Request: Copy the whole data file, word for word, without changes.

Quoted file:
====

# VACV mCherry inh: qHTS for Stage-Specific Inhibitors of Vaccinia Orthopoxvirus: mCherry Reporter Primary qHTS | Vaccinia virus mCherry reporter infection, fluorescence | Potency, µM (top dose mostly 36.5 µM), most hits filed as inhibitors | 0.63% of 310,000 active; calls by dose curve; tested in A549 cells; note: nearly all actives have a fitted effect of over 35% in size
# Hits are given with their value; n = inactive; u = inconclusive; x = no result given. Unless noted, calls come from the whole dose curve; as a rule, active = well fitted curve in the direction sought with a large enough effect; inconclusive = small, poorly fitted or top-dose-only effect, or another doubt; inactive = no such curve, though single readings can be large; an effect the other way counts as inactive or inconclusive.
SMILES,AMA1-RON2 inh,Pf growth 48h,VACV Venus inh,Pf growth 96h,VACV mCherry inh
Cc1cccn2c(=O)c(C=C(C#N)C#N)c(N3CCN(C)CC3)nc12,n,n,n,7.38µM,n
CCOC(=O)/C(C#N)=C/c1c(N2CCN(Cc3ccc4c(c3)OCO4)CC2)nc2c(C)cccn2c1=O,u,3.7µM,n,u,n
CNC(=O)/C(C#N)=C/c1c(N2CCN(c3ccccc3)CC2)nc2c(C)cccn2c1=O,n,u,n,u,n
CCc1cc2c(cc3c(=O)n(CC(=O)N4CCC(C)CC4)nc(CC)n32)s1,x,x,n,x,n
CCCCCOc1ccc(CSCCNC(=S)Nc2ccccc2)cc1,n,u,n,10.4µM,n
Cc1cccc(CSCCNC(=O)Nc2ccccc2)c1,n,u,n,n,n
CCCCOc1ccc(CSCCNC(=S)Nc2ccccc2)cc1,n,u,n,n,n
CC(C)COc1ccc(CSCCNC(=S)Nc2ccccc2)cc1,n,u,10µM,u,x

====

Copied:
# VACV mCherry inh: qHTS for Stage-Specific Inhibitors of Vaccinia Orthopoxvirus: mCherry Reporter Primary qHTS | Vaccinia virus mCherry reporter infection, fluorescence | Potency, µM (top dose mostly 36.5 µM), most hits filed as inhibitors | 0.63% of 310,000 active; calls by dose curve; tested in A549 cells; note: nearly all actives have a fitted effect of over 35% in size
# Hits are given with their value; n = inactive; u = inconclusive; x = no result given. Unless noted, calls come from the whole dose curve; as a rule, active = well fitted curve in the direction sought with a large enough effect; inconclusive = small, poorly fitted or top-dose-only effect, or another doubt; inactive = no such curve, though single readings can be large; an effect the other way counts as inactive or inconclusive.
SMILES,AMA1-RON2 inh,Pf growth 48h,VACV Venus inh,Pf growth 96h,VACV mCherry inh
Cc1cccn2c(=O)c(C=C(C#N)C#N)c(N3CCN(C)CC3)nc12,n,n,n,7.38µM,n
CCOC(=O)/C(C#N)=C/c1c(N2CCN(Cc3ccc4c(c3)OCO4)CC2)nc2c(C)cccn2c1=O,u,3.7µM,n,u,n
CNC(=O)/C(C#N)=C/c1c(N2CCN(c3ccccc3)CC2)nc2c(C)cccn2c1=O,n,u,n,u,n
CCc1cc2c(cc3c(=O)n(CC(=O)N4CCC(C)CC4)nc(CC)n32)s1,x,x,n,x,n
CCCCCOc1ccc(CSCCNC(=S)Nc2ccccc2)cc1,n,u,n,10.4µM,n
Cc1cccc(CSCCNC(=O)Nc2ccccc2)c1,n,u,n,n,n
CCCCOc1ccc(CSCCNC(=S)Nc2ccccc2)cc1,n,u,n,n,n
CC(C)COc1ccc(CSCCNC(=S)Nc2ccccc2)cc1,n,u,10µM,u,x